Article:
It turns out that for sets of PPrimes, there are analogous pictures and the asymptotics are even better! This is in section 3 of their write-up.

Gaussian Integers

We also thought to study analogous situations in related sets of primes, such as the Gaussian integers. Recall that the Gaussian integers $\mathbb{Z}[i] = \{ a + bi : a, b \in \mathbb{Z} \}$ are a unique factorization domain and have a rich theory of primes. Sometimes this theory is very similar to the standard theory of primes over $\mathbb{Z}$. But there are challenges.

One significant challenge is that $\mathbb{C}$ is not ordered. A related challenge is that there are more units. Over $\mathbb{Z}$, both $2$ and $-2$ are primes, but we typically recognize $2$ as being more “simple”. For Gaussian primes, there isn’t such a choice; for example each of $1 + i, 1 – i, -1 + i, -1 – i$ are Gaussian primes, but none are more simple or fundamental than the others.

More concretely, one has to be careful even with how to define the “sum of the first $n$ primes”. One natural thought might be to sum all Gaussian primes $\pi$ that have norm up to $X$. But one can quickly see that this sum is $0$ for analogous reasons to why the sum of all the typical primes with absolute values up to $X$ must vanish ($p + -p = 0$). In the Gaussian case, it is also true that $$ \sum_{N(\pi) \leq X} \pi^2 = 0.$$

But they considered higher powers, where there aren’t trivial or obvious reasons for massive cancellation, and they showed that there is always nontrivial cancellation. This is interesting on its own!

Then they also constructed a mixture, a Cramér-type model for Gaussian primes and showed that one should expect nontrivial cancellation there for purely distributional reasons.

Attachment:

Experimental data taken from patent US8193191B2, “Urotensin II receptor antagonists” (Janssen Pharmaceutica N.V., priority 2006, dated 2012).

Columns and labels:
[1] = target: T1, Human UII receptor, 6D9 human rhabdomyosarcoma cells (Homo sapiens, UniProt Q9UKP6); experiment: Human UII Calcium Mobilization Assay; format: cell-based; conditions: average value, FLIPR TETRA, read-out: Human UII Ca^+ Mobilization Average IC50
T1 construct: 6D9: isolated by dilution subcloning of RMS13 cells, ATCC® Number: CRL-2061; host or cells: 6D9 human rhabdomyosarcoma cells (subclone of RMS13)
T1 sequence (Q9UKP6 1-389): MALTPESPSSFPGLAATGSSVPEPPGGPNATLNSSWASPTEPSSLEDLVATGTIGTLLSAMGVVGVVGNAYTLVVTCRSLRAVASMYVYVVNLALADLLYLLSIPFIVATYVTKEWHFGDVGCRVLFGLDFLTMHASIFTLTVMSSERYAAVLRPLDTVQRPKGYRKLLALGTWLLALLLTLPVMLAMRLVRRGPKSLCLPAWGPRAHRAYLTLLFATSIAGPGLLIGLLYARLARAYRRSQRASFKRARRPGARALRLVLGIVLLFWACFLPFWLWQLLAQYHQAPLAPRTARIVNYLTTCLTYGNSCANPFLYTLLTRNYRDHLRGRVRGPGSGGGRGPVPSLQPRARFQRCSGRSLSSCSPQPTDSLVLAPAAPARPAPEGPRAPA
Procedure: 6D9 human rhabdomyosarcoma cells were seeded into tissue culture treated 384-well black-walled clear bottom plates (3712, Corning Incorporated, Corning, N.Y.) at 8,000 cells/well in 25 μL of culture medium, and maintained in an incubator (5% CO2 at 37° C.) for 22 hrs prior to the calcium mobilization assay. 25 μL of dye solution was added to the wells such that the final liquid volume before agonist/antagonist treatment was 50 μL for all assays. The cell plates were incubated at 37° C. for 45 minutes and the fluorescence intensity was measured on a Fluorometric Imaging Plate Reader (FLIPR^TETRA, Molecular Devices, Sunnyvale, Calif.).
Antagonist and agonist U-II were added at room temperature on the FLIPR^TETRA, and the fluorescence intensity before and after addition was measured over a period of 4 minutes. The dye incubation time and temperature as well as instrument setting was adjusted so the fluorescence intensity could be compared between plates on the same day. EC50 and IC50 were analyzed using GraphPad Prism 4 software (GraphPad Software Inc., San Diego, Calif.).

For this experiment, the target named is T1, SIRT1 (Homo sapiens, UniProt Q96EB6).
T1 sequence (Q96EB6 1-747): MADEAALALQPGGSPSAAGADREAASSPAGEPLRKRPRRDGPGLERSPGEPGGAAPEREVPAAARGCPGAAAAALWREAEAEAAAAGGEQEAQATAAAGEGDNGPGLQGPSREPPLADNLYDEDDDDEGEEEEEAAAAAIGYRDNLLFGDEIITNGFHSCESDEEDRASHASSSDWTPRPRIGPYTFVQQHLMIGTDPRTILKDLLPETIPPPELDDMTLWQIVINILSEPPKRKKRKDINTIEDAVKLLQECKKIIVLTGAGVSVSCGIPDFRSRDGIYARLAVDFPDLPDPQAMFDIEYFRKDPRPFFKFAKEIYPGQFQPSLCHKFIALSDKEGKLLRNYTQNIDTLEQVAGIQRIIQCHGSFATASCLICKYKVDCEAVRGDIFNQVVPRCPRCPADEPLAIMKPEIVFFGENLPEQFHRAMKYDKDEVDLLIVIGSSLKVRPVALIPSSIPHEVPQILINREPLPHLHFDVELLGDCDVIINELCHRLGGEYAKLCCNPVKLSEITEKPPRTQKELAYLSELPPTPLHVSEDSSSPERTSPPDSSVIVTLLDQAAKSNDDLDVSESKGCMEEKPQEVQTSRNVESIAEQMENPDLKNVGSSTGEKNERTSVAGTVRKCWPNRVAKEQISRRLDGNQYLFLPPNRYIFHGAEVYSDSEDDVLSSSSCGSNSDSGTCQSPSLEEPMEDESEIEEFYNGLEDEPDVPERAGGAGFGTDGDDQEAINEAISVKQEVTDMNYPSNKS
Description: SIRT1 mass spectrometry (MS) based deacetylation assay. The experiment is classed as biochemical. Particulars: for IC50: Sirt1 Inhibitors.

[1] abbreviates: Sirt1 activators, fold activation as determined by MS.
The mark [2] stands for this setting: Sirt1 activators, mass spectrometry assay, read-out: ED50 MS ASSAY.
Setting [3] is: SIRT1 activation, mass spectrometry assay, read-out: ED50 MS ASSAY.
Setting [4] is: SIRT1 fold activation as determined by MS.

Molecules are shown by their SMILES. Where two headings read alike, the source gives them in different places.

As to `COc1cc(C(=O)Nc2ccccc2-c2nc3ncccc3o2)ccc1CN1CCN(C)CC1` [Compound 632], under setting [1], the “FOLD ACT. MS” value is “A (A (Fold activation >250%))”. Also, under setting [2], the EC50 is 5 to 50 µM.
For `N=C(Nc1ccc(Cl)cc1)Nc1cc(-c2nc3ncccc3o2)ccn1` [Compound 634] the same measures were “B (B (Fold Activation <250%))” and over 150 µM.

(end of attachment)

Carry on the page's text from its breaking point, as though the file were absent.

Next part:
I leave the details to their write-up. But they’ve done great work, and I look forward to seeing what they come up with in the future.

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Slides from a talk at Maine-Québec

At this year’s Maine-Québec Number Theory Conference, I’m giving a talk on Zeros of half-integral weight Dirichlet series. Here are the slides. I note that the references for the slides are included here at the end.

I’ll also note a few open problems that I don’t know how to handle and that I briefly describe during the talk.

  1. Is it possible to show that every (symmetrized) Dirichlet series associated to a half-integral weight modular form must have zeros off the critical line? This is true in practice, but seems hard to show.
  2. Is it possible to determine whether a given Dirichlet series has zeros in the half-plane of absolute convergence? If there is one zero, there are infinitely many – but is there a way of determining if there are any?
  3. Why does there seem to be a gap around the critical line in zero distribution?
  4. Can one explain why the pair correlation seems well-behaved (even heuristically)?

If you have any ideas, let me know!